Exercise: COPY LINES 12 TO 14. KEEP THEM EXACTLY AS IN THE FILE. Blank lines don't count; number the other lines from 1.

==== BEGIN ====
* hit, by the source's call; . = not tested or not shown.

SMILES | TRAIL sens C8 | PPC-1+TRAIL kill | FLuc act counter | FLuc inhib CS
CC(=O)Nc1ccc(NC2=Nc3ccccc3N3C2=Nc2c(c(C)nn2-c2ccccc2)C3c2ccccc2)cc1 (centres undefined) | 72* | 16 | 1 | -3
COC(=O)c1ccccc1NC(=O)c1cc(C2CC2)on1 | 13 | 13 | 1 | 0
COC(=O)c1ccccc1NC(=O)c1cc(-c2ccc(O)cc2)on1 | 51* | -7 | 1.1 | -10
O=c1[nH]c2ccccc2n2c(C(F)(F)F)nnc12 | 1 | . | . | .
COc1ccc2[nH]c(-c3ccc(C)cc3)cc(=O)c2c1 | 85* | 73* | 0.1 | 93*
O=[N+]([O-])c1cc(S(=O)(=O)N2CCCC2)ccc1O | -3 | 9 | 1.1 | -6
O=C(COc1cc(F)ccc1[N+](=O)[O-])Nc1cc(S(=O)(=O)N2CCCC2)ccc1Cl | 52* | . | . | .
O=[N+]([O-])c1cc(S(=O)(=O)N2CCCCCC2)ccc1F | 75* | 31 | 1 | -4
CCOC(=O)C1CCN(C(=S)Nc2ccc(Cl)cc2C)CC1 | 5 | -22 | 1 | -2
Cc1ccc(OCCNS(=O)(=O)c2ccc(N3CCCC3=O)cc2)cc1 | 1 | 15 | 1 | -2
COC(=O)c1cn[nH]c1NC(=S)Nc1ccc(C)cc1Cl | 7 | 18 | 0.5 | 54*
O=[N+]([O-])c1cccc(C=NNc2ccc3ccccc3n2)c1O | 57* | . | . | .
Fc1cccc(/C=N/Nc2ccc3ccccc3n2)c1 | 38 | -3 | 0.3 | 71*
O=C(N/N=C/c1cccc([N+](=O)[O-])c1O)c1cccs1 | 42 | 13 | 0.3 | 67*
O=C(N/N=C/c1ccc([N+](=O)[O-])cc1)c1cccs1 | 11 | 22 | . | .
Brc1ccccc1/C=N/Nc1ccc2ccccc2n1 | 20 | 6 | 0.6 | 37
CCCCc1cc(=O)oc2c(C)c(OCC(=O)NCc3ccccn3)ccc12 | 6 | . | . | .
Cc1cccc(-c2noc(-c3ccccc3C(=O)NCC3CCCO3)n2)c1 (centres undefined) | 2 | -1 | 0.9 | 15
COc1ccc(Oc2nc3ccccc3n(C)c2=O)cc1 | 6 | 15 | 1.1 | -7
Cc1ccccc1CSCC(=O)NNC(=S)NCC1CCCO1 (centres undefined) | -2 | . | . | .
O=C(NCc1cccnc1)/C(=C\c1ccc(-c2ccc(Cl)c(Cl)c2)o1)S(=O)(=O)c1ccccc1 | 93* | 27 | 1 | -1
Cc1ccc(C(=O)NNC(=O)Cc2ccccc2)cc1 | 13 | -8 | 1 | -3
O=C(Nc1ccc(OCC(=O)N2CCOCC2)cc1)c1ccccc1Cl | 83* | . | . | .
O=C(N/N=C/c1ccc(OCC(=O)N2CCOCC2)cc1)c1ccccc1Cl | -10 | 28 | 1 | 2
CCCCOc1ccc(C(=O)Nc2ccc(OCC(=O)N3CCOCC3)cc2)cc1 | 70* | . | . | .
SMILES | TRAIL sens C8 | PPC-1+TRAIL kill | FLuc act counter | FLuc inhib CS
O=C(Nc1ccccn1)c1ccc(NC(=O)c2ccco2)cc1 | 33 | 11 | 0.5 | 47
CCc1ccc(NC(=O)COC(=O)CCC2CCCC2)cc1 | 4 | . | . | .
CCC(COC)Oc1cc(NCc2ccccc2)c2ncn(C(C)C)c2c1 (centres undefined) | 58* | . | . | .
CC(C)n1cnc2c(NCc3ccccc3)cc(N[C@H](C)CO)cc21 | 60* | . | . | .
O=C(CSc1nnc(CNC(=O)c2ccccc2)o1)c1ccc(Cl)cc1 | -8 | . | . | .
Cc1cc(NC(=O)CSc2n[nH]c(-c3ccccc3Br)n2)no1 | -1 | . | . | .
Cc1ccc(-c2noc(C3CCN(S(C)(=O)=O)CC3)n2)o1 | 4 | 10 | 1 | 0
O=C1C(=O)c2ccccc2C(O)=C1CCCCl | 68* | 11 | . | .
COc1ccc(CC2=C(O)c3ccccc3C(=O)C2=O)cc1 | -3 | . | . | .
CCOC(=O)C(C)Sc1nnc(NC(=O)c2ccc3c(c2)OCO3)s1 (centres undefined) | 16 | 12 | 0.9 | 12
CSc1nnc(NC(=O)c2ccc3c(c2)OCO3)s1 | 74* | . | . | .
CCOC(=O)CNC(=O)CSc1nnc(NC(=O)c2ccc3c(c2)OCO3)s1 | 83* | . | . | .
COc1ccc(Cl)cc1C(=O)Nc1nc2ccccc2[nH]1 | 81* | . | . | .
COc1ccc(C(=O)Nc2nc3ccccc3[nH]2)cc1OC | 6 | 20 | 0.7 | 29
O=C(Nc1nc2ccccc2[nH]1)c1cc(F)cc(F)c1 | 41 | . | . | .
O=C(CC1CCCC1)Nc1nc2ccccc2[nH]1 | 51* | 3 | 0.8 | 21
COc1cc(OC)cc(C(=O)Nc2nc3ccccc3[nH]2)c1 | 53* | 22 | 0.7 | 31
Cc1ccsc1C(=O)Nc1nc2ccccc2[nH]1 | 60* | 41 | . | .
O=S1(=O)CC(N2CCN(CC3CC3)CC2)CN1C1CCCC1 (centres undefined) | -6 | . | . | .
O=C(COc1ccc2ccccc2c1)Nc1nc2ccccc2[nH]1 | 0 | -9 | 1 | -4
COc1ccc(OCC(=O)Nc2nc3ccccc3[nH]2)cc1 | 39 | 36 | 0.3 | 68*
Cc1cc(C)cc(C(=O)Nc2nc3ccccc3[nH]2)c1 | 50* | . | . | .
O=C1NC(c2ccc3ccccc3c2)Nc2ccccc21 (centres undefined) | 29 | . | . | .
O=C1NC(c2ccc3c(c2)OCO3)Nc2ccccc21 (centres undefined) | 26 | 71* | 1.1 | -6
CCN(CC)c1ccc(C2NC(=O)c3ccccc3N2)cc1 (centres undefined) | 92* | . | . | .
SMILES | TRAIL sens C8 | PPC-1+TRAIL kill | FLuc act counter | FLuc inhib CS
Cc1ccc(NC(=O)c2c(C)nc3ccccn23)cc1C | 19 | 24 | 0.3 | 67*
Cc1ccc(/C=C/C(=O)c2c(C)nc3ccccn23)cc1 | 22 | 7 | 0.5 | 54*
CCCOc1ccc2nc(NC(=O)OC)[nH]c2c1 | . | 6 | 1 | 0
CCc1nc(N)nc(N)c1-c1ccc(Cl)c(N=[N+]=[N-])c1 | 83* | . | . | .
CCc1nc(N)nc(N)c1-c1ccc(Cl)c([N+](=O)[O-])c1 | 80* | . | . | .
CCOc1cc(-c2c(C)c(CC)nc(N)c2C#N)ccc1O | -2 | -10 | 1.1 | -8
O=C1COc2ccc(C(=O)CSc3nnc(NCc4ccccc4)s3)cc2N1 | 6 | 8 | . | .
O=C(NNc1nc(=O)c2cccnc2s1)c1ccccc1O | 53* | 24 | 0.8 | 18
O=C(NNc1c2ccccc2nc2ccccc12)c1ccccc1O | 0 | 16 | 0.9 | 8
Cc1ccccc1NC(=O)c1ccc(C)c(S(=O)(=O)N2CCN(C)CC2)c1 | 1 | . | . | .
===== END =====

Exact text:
Cc1ccc(OCCNS(=O)(=O)c2ccc(N3CCCC3=O)cc2)cc1 | 1 | 15 | 1 | -2
COC(=O)c1cn[nH]c1NC(=S)Nc1ccc(C)cc1Cl | 7 | 18 | 0.5 | 54*
O=[N+]([O-])c1cccc(C=NNc2ccc3ccccc3n2)c1O | 57* | . | . | .